Rumpleville Chronicles presents The Bomb That Followed Me Home

Author-Cevin Soling  Illustrator-Steve Kille

The Rumpleville series are contemporary fables that are replete with social commentary…The fairy tale format highlights the perverse morality of contemporary culture and foiled promised of “happily ever after” endings. 

This was from the press release I received with the book.  I requested the book because I thought it was a children’s book.  I still thought that when I took it out of the mailing envelope and saw a children’s book.  It wasn’t until a few pages into the book that I realized this is not  for kids.  So, of we completely take that off the table I can review it as a book for more mature readers, let’s say teenagers or older.

A boy realizes he is being followed home by a bomb (that hides in the landfills).  As he walks by his neighbors house (the only part of the book I truly enjoyed) he remembers all of the reasons he dislikes them.  Once home there is this

“Suddenly something chafed against my leg.  I glanced down, and there at my feet was the cutest bomb I had ever seen.”

The boy wants to keep it, but his parents won’t let him, relating it to having a dog.  I won’t spoil the end, but really it just made an absurd book bad.  My husband disliked it more than I did.  The illustrations were okay and I suppose kids would enjoy the art.  You would have to make up your own story.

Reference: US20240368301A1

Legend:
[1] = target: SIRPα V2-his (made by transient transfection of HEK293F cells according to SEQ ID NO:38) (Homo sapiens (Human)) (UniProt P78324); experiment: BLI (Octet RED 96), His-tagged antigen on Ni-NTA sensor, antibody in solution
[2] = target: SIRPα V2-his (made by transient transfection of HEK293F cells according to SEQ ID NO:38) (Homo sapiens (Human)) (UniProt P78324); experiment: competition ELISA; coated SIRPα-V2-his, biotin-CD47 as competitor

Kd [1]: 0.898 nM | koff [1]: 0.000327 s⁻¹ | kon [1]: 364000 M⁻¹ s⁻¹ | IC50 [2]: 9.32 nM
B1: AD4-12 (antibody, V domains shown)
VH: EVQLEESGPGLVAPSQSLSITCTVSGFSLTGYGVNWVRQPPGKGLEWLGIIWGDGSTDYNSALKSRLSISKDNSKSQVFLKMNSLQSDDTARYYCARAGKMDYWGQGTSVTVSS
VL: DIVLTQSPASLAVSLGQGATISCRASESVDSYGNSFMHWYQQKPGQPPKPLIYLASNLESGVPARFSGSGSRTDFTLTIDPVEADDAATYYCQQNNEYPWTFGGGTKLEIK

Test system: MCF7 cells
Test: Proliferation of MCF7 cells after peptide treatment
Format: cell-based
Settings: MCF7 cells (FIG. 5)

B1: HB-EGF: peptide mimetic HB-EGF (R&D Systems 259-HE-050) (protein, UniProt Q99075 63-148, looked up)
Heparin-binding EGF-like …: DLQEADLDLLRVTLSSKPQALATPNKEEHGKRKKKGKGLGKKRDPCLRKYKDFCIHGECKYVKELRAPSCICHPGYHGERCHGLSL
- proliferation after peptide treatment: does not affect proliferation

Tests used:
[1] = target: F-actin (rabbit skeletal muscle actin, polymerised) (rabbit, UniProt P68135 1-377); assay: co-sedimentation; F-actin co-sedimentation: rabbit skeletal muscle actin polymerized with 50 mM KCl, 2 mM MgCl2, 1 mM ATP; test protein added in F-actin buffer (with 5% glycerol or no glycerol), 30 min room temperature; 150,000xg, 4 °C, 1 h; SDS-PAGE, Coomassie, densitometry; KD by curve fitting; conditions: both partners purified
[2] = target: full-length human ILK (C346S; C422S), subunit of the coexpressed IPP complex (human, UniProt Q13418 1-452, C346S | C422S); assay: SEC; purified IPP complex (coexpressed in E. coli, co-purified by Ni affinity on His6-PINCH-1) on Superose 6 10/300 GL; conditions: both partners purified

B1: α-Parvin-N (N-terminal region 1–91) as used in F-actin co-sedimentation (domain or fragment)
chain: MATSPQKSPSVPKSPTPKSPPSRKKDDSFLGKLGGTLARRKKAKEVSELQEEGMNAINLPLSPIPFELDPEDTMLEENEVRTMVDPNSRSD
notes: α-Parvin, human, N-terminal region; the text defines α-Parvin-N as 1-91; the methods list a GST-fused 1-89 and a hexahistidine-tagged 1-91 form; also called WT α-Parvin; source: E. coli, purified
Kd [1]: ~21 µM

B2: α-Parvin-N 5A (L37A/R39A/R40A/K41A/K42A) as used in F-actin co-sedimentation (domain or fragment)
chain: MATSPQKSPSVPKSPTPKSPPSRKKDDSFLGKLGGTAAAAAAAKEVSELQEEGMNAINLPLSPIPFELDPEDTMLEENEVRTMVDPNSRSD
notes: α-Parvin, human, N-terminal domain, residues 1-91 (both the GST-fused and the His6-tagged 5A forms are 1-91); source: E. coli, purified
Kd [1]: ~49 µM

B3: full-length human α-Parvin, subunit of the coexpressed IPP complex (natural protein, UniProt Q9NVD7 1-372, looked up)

This is book three in the Rumpleville Chronicles.

This was not to my sense of humor (except the neighbor gibberish part), but it would probably appeal to someone with a more twisted sense of humor.  If that person might be you, leave a comment and I’ll mail the book on to you, free of charge.

Garden of Beasts: A Novel of Berlin 1936, by Jeffery Deaver

Cover ImageFinished audio 1-14-09, rating 3.5, fiction, pub. 2004

In this historical novel Paul Shumann is a hit man for the mob who gets caught red-handed and is offered the choice of the electric chair or traveling to Germany to kill one of Hitler’s power men, Reinhard Ernst.  The choice was an easy one and Paul travels to Germany with the Olympic team where cameos by real Olympians, including the hero of the games, Jesse Owens, add interest.  Once Paul reaches Germany he is almost immediately embroiled in a murder that has the Crypto searching Berlin and beyond for the hit man.

The many storylines are compelling.  You get to meet Hitler and other real characters like Himmler and Goring.  The Cryptos search for Paul is a cat and mouse game that forces Paul into the shadows.  There are a few there to help Paul complete his heady task of killing Ernst.  And the men pulling the strings back in New York are not exactly what they seem.  There is also love and national loyalty at play.